Asian institutional and private clients tend to be particularly price-sensitive, say private bankers, and transparency of what they are being charged for is also very important.
“Fee discussions in Asia are certainly tougher than in other regions of the world, and there is a certain adjustment we may have to do for each market,” confirms Rudolf Hauser, global fiduciary manager of the Pictet Family Office in Geneva. “You have to explain very well the reason for a certain fee arrangement – and that's fair enough.”
Of course, good performance from a professionally managed portfolio “doesn't come for free”, Hauser told AsianInvestor during a trip to Asia. He is confident the firm can charge a market fee for an outsourced chief investment officer setup, which is core part of what he advises clients on on behalf of Swiss private bank Pictet.
And he cautions against taking an “isolated view” on fees. “[Cost] is not the only thing [clients] should focus on. What counts is the net performance after fees.
“If you have an isolated view of fees, you may negotiate and get great price on mandates or custody,” notes Hauser, but you may well end up with a lot of hidden costs as a result of structured products or heavy trading."
So what are the key questions Asian families ask about the fiduciary model? Hauser says the discussion starts around the situation the family is in, and focuses on whether they need a family office in the first place, and if so, what kind of FO.
It could then develop into how Pictet can support them in running the office, assuming they want to take an institutional approach in line with professional investors such as endowment funds.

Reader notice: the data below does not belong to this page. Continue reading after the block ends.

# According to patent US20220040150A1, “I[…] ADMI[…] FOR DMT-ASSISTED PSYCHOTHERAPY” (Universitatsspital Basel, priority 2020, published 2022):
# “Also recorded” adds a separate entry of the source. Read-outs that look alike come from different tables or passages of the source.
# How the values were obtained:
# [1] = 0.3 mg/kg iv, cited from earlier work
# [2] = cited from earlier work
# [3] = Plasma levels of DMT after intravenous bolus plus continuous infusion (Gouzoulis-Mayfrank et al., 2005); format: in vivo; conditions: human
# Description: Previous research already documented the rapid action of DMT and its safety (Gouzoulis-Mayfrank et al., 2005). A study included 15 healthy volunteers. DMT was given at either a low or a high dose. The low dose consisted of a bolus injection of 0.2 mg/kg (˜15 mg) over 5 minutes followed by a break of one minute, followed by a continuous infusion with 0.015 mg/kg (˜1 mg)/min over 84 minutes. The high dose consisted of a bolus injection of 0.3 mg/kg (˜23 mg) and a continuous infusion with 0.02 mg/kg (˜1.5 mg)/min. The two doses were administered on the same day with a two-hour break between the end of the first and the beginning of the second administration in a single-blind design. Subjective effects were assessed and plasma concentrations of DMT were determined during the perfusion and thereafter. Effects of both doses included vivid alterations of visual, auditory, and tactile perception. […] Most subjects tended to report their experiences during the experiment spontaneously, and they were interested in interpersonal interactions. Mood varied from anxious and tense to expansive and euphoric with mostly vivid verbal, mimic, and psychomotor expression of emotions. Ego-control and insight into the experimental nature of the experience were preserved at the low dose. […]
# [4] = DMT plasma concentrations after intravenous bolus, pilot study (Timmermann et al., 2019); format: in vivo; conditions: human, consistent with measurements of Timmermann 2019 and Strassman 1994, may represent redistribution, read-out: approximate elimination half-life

Asked what might be a typical breakdown of Asian client portfolios by asset class, Hauser says it depends on what stage they are at in terms of their family business or whether they are moving towards a more financially focused office.
If the family is still fully involved in its operating business and has high returns coming from that, the liquid portfolio part of the assets should be relatively conservative and focused on wealth preservation.
If, however, the family has become more focused on its financial assets, they can look for higher returns and should be able to take more volatility and a longer-term time horizon. In such cases, a typical portfolio might comprise one-third equities, one-third fixed income and one-third alternative investments.
Family offices often want relationships with private banks with access to an investment bank within the same group. How does Pictet respond to FOs with such preferences?
Hauser concedes that some families want a full-service global bank. But “the tricky thing about that is the potential conflict of interest,” he says. “Those that work with us know we're focused on asset and wealth management and asset administration, and nothing else. We don’t have an IB arm creating products we are pushing to clients.”